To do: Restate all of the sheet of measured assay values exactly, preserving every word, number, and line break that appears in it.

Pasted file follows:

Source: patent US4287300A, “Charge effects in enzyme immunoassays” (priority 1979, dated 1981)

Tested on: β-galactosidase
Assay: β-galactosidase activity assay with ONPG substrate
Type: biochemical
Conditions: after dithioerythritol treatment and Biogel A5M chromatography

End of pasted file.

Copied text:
Source: patent US4287300A, “Charge effects in enzyme immunoassays” (priority 1979, dated 1981)

Tested on: β-galactosidase
Assay: β-galactosidase activity assay with ONPG substrate
Type: biochemical
Conditions: after dithioerythritol treatment and Biogel A5M chromatography